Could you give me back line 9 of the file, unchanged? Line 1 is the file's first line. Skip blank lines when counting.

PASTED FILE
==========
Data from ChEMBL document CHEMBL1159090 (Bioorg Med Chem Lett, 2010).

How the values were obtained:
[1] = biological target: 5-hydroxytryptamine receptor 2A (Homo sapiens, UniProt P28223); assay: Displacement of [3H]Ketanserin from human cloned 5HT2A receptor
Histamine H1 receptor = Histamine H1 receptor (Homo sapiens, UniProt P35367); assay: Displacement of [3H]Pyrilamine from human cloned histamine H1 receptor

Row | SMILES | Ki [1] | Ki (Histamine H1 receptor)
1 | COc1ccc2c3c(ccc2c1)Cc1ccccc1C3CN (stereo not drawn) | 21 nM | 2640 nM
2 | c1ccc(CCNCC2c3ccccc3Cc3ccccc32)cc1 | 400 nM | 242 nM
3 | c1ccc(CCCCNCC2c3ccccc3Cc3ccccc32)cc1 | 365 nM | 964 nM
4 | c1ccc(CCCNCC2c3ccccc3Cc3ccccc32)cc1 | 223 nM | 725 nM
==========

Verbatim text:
4 | c1ccc(CCCNCC2c3ccccc3Cc3ccccc32)cc1 | 223 nM | 725 nM